Skip to content

Power Makes You Mean

19 May 2011

http://gizmodo.com/5803262/how-power-corrupts

Excerpt:

Consider a recent experiment led by Adam Galinsky, a psychologist at Northwestern University. Galinsky and colleagues began by asking subjects to either describe an experience in which they had lots of power or a time when they felt utterly powerless. Then the psychologists asked the subjects to draw the letter E on their foreheads. Those primed with feelings of power were much more likely to draw the letter backwards, at least when seen by another person. Galinsky et al. argue that this effect is triggered by the myopia of power, which makes it much harder to imagine the world from the perspective of someone else. We draw the letter backwards because we don’t care about the viewpoint of others. We don’t give a shit what the maid thinks.

But here’s the catch: We still think we do care, at least in the abstract. That’s because power quickly turns us into hypocrites. In a 2009 study, Galinsky asked subjects to think about either an experience of power or powerlessness. The students were then divided into two groups. The first group was told to rate, on a nine-point scale, the moral seriousness of misreporting travel expenses at work. The second group was asked to participate in a game of dice, in which the results of the dice determined the number of lottery tickets each student received. A higher roll led to more tickets.

Participants in the high-power group considered the misreporting of travel expenses to be a significantly worse offense. However, the game of dice produced a completely contradictory result. In this instance, people in the high-power group reported, on average, a statistically improbable result, with an average dice score that was 20 percent above that expected by random chance. (The powerless group, in contrast, reported only slightly elevated dice results.) This strongly suggests that they were lying about their actual scores, fudging the numbers to get a few extra tickets.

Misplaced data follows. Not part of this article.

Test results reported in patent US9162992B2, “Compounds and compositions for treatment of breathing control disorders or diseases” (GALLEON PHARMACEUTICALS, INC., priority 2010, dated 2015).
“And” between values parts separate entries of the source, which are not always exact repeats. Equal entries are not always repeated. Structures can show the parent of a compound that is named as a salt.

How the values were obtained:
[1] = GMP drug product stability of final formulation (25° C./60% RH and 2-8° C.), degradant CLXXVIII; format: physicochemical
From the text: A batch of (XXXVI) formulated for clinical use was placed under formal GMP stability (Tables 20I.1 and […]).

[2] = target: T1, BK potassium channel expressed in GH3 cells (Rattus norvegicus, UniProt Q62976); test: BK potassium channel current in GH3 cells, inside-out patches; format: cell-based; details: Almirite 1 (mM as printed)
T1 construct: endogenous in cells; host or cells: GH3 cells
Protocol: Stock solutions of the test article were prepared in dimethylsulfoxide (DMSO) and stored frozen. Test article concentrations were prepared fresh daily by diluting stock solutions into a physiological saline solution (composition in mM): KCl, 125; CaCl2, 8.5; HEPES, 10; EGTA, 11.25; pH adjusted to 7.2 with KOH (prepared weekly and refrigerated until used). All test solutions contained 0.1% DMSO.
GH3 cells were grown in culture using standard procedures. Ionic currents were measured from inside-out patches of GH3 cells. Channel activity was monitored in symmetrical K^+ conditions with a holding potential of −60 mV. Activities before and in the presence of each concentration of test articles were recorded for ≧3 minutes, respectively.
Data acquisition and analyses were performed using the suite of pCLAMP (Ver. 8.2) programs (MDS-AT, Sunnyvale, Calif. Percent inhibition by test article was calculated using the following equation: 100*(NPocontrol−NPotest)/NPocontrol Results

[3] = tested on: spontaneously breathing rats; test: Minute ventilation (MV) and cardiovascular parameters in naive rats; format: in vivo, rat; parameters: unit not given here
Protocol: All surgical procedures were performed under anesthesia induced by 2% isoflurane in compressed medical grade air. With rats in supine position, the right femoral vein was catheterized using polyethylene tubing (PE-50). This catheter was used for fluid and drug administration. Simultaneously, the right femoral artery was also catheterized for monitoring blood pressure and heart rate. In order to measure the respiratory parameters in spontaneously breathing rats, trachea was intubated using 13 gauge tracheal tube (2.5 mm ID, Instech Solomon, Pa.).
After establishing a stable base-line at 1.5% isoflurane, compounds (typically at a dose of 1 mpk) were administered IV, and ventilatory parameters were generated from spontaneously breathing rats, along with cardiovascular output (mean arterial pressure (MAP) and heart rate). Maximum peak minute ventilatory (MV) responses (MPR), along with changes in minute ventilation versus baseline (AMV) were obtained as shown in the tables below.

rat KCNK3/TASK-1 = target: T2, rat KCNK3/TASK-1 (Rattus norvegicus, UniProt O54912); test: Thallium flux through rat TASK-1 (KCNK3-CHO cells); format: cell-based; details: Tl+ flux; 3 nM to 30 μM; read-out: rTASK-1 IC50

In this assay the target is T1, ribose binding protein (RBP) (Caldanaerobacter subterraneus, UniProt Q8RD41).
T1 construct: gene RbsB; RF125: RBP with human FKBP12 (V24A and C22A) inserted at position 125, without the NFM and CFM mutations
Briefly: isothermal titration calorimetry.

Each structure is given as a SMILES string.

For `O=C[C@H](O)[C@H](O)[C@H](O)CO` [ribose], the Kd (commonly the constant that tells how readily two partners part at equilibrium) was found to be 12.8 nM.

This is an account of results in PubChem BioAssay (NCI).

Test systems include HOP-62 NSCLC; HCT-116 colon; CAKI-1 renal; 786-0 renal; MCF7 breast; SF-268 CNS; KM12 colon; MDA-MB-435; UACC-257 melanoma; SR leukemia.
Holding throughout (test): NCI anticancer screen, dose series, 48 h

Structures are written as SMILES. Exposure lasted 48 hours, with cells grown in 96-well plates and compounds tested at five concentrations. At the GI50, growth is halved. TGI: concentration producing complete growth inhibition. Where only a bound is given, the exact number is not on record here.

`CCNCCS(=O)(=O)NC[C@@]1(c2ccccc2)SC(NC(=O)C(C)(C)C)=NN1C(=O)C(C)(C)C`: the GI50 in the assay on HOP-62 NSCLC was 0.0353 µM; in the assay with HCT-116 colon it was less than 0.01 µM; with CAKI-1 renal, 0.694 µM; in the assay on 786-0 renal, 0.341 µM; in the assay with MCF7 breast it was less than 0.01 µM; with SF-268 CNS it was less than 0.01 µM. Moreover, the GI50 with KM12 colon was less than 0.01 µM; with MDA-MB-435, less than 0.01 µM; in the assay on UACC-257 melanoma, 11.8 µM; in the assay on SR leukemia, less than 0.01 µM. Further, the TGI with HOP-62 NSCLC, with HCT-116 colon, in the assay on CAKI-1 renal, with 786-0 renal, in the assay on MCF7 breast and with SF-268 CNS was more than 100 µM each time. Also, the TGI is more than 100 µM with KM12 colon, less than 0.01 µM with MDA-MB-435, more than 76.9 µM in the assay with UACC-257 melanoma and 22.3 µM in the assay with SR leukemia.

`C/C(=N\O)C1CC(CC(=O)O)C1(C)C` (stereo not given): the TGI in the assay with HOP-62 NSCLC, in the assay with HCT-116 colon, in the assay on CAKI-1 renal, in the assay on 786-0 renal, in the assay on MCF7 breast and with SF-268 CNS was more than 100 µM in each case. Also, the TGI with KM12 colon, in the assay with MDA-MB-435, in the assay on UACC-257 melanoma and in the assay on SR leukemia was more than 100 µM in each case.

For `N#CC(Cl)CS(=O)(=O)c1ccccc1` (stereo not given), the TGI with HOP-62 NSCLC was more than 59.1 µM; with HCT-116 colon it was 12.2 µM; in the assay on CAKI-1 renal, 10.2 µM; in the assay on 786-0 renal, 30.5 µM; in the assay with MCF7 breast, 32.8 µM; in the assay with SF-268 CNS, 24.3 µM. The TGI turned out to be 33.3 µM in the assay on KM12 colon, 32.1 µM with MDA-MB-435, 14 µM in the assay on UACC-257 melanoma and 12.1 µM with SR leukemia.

Although people almost always know the right thing to do – cheating is wrong – their sense of power makes it easier to rationalize away the ethical lapse. For instance, when the psychologists asked the subjects (in both low- and high-power conditions) how they would judge an individual who drove too fast when late for an appointment, people in the high-power group consistently said it was worse when others committed those crimes than when they did themselves. In other words, the feeling of eminence led people to conclude that they had a good reason for speeding – they’re important people, with important things to do – but that everyone else should follow the posted signs.

Advertisements

From → Now You Know

Leave a Comment

Leave a Reply

Please log in using one of these methods to post your comment:

WordPress.com Logo

You are commenting using your WordPress.com account. Log Out / Change )

Twitter picture

You are commenting using your Twitter account. Log Out / Change )

Facebook photo

You are commenting using your Facebook account. Log Out / Change )

Google+ photo

You are commenting using your Google+ account. Log Out / Change )

Connecting to %s

%d bloggers like this: